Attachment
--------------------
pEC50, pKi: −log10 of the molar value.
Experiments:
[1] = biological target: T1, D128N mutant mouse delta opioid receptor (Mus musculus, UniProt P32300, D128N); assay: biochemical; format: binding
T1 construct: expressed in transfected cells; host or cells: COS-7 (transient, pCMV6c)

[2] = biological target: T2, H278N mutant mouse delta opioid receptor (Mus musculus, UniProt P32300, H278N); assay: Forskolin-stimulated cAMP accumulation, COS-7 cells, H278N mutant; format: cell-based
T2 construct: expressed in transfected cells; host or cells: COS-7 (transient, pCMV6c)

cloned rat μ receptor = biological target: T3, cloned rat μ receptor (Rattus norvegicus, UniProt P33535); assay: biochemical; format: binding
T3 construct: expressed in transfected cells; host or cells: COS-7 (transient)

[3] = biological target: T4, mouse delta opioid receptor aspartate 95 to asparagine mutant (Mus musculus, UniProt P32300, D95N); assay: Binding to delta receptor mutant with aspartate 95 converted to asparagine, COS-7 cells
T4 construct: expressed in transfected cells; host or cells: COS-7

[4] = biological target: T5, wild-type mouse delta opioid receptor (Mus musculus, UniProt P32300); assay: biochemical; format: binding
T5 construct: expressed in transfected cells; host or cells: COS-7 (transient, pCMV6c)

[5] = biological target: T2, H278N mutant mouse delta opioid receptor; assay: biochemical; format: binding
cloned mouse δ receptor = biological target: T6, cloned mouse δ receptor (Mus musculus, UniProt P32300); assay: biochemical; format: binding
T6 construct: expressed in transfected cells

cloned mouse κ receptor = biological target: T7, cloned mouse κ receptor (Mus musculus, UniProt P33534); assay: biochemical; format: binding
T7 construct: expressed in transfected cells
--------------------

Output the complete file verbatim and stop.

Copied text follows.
pEC50, pKi: −log10 of the molar value.
Experiments:
[1] = biological target: T1, D128N mutant mouse delta opioid receptor (Mus musculus, UniProt P32300, D128N); assay: biochemical; format: binding
T1 construct: expressed in transfected cells; host or cells: COS-7 (transient, pCMV6c)

[2] = biological target: T2, H278N mutant mouse delta opioid receptor (Mus musculus, UniProt P32300, H278N); assay: Forskolin-stimulated cAMP accumulation, COS-7 cells, H278N mutant; format: cell-based
T2 construct: expressed in transfected cells; host or cells: COS-7 (transient, pCMV6c)

cloned rat μ receptor = biological target: T3, cloned rat μ receptor (Rattus norvegicus, UniProt P33535); assay: biochemical; format: binding
T3 construct: expressed in transfected cells; host or cells: COS-7 (transient)

[3] = biological target: T4, mouse delta opioid receptor aspartate 95 to asparagine mutant (Mus musculus, UniProt P32300, D95N); assay: Binding to delta receptor mutant with aspartate 95 converted to asparagine, COS-7 cells
T4 construct: expressed in transfected cells; host or cells: COS-7

[4] = biological target: T5, wild-type mouse delta opioid receptor (Mus musculus, UniProt P32300); assay: biochemical; format: binding
T5 construct: expressed in transfected cells; host or cells: COS-7 (transient, pCMV6c)

[5] = biological target: T2, H278N mutant mouse delta opioid receptor; assay: biochemical; format: binding
cloned mouse δ receptor = biological target: T6, cloned mouse δ receptor (Mus musculus, UniProt P32300); assay: biochemical; format: binding
T6 construct: expressed in transfected cells

cloned mouse κ receptor = biological target: T7, cloned mouse κ receptor (Mus musculus, UniProt P33534); assay: biochemical; format: binding
T7 construct: expressed in transfected cells